Because of how their respiratory muscles are impacted by Duchenne, it looks like their shallow breathing kicks their sympathetic system back up and keeps their brain going. They try to shut down and it just gets interrupted.

I think that’s why we see this stress increase throughout the day, or even in a short period of time. The effectiveness of that parasympathetic system is interrupted or inhibited, and over time they develop this very chronic physiological pattern.

3. Chronic Stress

So, really, the bigger issue is that window of tolerance.

When you’re chronically physiologically aroused, that window of tolerance gets smaller. So things that make that window smaller are chronic physiological arousals – things like trauma, being in unsafe environments, being ill, having other stressful things happen to you and also poor sleep.

Now, the opposite things make the window of tolerance bigger. We want that window to be big because then you have more opportunity and time to move around in it physiologically. You’re going to be able to tolerate distress a lot better.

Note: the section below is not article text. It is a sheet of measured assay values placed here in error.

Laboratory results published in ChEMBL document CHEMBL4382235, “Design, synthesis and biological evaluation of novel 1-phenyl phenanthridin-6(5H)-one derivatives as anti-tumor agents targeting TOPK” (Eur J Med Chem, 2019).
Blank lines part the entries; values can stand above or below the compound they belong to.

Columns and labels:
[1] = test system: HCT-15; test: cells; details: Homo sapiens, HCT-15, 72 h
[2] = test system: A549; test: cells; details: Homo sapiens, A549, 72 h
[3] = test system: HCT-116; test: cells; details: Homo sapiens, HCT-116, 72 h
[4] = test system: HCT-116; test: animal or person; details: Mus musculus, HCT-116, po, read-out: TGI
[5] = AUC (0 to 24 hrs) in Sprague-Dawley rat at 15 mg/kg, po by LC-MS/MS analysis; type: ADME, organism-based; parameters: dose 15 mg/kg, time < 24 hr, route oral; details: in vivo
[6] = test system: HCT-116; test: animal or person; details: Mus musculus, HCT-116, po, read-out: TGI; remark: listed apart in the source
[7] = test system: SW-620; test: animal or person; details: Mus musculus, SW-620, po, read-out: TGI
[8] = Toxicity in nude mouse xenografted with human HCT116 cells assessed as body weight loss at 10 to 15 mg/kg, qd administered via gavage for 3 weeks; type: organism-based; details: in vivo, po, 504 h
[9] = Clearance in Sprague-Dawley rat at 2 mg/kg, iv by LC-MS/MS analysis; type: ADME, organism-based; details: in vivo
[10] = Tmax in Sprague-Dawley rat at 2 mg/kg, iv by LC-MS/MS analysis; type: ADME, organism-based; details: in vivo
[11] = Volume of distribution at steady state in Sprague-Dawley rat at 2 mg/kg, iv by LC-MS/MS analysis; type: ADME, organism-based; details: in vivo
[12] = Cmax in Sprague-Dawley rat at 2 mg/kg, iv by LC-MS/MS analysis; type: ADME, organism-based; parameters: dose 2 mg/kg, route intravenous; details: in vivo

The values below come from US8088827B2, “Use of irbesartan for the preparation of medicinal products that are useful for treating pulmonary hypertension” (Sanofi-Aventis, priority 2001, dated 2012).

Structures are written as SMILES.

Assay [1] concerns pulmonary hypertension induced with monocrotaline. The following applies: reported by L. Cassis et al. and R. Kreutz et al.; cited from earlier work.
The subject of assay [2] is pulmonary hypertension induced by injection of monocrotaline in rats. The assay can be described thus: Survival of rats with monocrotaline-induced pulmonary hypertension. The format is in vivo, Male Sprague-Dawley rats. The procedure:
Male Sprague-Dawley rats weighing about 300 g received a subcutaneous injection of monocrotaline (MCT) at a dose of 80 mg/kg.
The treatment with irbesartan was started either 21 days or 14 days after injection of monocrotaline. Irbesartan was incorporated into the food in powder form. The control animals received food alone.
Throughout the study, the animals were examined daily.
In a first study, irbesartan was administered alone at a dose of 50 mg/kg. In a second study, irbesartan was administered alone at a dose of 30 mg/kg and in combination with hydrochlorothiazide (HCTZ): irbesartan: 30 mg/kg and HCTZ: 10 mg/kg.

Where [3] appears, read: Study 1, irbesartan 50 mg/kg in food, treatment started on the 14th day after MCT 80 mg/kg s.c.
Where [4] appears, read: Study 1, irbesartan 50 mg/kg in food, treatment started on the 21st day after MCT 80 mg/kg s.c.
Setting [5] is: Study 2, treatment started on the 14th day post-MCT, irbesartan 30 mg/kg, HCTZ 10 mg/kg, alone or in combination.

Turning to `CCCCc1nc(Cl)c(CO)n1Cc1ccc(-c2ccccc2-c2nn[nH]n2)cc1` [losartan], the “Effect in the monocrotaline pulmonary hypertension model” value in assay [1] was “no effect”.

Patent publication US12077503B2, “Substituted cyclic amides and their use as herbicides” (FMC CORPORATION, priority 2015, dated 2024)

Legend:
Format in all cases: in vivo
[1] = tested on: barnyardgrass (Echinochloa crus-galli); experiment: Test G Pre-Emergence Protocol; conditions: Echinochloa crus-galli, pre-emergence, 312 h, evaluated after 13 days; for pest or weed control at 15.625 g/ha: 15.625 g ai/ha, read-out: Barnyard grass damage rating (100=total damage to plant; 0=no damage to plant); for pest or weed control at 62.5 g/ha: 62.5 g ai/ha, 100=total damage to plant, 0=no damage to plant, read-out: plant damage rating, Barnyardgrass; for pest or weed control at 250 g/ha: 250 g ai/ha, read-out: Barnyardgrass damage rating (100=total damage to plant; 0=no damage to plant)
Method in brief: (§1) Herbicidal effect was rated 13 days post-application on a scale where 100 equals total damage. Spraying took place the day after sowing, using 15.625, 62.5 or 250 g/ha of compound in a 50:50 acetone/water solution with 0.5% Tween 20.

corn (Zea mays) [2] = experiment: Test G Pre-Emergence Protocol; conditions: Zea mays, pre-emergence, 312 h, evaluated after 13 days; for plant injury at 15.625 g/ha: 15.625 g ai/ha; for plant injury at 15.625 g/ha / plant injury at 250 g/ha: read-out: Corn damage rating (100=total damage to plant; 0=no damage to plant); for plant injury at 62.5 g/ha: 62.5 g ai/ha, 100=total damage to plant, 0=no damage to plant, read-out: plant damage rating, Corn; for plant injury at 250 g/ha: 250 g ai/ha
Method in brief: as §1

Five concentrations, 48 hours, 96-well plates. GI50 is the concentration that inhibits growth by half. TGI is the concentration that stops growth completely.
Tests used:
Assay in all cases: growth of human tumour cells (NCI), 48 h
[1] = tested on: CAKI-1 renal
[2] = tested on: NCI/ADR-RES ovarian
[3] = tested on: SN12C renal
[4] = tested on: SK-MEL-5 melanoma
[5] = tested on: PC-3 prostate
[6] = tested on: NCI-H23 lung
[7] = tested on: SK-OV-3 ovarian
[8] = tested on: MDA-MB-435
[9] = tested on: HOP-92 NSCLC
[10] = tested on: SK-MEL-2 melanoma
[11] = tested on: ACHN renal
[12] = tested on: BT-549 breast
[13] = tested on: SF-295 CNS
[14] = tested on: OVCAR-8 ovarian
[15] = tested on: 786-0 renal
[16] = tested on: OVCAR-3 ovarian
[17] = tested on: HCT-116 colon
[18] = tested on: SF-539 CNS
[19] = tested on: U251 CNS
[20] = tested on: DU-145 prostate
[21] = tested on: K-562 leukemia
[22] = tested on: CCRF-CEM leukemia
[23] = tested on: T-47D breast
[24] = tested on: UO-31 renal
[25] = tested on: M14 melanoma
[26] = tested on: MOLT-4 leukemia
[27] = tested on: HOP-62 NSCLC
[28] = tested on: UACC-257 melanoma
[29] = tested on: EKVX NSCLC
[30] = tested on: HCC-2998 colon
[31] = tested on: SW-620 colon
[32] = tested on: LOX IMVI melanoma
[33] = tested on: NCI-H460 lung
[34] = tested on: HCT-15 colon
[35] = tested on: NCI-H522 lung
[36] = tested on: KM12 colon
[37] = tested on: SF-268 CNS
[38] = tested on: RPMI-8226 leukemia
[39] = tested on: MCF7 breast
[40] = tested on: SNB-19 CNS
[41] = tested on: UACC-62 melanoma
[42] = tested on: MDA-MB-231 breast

What happens when we’re chronically stressed is that those windows just get smaller and smaller. And then over time, when your window gets smaller, you start to feel a lot more threat. Then you have a lot more anticipatory anxiety. And when you’re chronically overly aroused, you start to misperceive a neutral stimulus – and potentially even a positive stimulus – as potential threats. So you’re overly reacting to things as threats.